The European Central Bank held interest rates at a record low on Thursday and extended its liquidity safety-net in response to a lopsided recovery and worries about vulnerable banks.

ECB staff also raised their growth forecasts for this year and next but ECB President Jean-Claude Trichet said while recent economic data had been stronger than expected, recovery would occur at a moderate pace with uncertainty still prevailing.

The ECB extended its commitment to provide unlimited one-week and one-month funding until at least January 18. It will also offer unlimited funds at its three-month tenders until at least the end of this year.

All 78 economists in a Reuters poll predicted the ECB would leave rates at 1 percent for the 16th month in a row and the median expectation is for no change until the fourth quarter of 2011.

Analysts also expected the ECB's 22-member Governing Council to maintain the liquidity lifeline relied on by banks in countries like Spain, Ireland and Greece.

Borrowing from the ECB by banks in these countries has hit record highs in recent months even though total lending has fallen about a third since July, highlighting the difficulties still faced by some institutions.

Bond yield spreads for peripheral government bonds over German Bunds have jumped amid growing evidence of a split between core euro countries and debt-ridden laggards.

Germany grew at its fastest rate since reunification in the second quarter and more than twice as fast as the euro zone average, confirmed at 1.0 percent on Thursday.

Greece is still in recession and Portugal and Spain managed just a tenth of Germany's growth rate.

Recent economic data for the euro area have been stronger than expected, partly owing to temporary factors, Trichet told a news conference. Looking ahead, the recovery should proceed at a moderate pace with uncertainty still prevailing.


Nonetheless, ECB staff upgraded growth forecasts for both 2010 and 2011.

Trichet said staff now saw growth in a range of 1.4 to 1.8 percent this year -- giving a midpoint of 1.6 percent -- from the 0.7 to 1.3 percent seen in June.

Next year, growth is expected to pick up to between 0.5 and 2.3 percent, from 0.2-2.2 percent in June.

The ECB's quarterly forecasts also showed inflation under control this year and next, with consumer price gains expected to be 1.5-1.7 percent in 2010 and 1.2-2.2 percent in 2011.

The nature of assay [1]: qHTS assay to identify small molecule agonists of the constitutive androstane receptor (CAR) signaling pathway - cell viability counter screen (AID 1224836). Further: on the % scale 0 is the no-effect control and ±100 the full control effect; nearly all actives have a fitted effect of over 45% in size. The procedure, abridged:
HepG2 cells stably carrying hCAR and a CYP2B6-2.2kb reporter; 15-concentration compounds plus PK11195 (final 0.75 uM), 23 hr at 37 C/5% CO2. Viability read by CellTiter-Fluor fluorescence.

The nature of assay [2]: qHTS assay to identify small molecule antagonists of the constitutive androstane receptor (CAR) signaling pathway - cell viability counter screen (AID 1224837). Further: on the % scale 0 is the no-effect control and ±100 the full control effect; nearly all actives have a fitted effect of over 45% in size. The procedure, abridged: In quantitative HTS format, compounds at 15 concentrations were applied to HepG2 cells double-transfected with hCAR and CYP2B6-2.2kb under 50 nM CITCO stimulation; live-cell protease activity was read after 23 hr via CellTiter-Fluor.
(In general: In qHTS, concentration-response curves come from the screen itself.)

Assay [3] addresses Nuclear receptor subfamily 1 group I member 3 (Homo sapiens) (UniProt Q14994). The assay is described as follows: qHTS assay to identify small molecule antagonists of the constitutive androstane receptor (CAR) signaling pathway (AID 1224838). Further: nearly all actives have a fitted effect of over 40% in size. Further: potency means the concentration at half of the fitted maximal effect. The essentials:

The range for real GDP growth this year has been revised upwards owing to the stronger-than-expected rebound in economic growth in the second quarter, as well as better-than-expected developments over the summer months, Trichet said.

For 2011, the range has also been revised upwards reflecting mainly carryover effects from the projected stronger growth towards the end of 2010, he said.

Euro zone inflation moderated to 1.6 percent last month but there are some signs of pressure, notably Germany's powerful steelworkers union demanding a 6 percent pay rise.


Expectations of continued ECB liquidity largesse have pushed market interest rates down from 12-month highs over the last month, although pressure points remain.

Turnover in overnight money markets fell back in August after doubling in July to more than 1 trillion euros and many banks still prefer to deposit excess funds back at the ECB rather than lending them on to counterparts.

Banks also face a liquidity cliff at the end of September when they must repay a total of 225 billion euros in 12-, six- and three-month funds or roll it into shorter maturities.

The ECB is not alone in dragging its feet towards the exit. Although Sweden's Riksbank hiked rates on Thursday to 0.75 percent, it cited weak growth in the euro zone and United States as a risk to the outlook. The Bank of Japan has boosted its cheap loan scheme and the U.S. Federal Reserve took steps towards further stimulus by reinvesting maturing mortgage-related securities.

(Editing by Mike Peacock)